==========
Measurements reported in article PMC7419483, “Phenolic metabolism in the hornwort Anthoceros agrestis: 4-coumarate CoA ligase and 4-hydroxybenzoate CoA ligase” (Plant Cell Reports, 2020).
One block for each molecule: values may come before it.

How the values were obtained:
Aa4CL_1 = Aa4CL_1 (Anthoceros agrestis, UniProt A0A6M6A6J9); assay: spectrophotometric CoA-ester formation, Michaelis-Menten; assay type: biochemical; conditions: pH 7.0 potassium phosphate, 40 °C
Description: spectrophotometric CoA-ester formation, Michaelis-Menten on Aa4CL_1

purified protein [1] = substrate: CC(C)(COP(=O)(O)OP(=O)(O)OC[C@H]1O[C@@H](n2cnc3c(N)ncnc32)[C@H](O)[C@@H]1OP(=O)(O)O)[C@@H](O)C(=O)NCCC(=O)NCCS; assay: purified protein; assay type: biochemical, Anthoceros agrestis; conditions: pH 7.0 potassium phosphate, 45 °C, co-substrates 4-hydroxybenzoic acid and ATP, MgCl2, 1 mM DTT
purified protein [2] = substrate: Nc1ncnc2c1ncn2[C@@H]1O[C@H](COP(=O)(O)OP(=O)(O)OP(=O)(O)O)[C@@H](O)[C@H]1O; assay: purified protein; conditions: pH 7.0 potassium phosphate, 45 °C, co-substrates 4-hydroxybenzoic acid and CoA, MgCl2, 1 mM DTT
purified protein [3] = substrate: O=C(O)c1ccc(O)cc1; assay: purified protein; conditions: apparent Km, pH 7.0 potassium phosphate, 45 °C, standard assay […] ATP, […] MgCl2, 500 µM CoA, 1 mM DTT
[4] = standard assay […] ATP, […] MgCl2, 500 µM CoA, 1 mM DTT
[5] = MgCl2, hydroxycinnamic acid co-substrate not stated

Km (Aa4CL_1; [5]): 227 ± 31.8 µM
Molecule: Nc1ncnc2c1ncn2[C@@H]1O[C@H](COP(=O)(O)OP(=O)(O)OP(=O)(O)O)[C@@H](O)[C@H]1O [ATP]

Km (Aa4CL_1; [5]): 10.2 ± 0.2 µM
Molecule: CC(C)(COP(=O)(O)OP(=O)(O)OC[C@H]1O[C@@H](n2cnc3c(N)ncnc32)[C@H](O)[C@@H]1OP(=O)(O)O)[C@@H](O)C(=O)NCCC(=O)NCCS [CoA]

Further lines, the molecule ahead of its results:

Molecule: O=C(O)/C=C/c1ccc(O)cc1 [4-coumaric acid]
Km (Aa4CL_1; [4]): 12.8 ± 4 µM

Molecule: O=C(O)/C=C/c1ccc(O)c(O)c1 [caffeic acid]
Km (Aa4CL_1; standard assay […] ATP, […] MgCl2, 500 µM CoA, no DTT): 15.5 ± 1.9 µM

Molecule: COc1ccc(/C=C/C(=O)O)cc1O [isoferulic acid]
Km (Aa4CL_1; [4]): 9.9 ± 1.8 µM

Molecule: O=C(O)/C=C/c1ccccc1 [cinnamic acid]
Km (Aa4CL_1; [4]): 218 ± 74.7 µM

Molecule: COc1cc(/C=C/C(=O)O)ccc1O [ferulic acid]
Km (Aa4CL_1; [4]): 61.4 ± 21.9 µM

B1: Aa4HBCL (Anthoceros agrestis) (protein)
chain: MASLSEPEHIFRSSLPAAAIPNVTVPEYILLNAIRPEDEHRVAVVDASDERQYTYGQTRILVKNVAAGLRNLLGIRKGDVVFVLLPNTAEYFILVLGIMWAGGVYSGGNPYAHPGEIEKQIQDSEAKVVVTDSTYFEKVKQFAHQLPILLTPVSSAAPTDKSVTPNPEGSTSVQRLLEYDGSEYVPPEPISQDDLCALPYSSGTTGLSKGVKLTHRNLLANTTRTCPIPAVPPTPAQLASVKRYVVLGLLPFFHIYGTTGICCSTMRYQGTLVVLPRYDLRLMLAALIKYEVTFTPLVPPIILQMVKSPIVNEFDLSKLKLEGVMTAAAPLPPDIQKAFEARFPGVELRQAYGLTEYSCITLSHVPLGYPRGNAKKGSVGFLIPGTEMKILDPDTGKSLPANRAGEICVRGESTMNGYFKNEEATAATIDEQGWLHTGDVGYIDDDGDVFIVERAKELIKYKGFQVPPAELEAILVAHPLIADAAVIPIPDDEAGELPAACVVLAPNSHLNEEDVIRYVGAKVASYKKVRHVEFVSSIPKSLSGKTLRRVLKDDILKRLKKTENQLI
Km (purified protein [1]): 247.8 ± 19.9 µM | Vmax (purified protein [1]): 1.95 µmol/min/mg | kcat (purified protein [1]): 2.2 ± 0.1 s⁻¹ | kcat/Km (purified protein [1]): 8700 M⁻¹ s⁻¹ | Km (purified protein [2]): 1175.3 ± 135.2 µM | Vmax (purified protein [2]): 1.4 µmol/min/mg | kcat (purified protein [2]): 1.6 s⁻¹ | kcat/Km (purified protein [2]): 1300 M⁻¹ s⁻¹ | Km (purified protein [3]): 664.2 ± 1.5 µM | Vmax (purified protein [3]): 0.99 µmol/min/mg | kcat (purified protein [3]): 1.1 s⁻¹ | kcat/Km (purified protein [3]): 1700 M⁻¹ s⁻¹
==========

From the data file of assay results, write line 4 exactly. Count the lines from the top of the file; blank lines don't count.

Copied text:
Aa4CL_1 = Aa4CL_1 (Anthoceros agrestis, UniProt A0A6M6A6J9); assay: spectrophotometric CoA-ester formation, Michaelis-Menten; assay type: biochemical; conditions: pH 7.0 potassium phosphate, 40 °C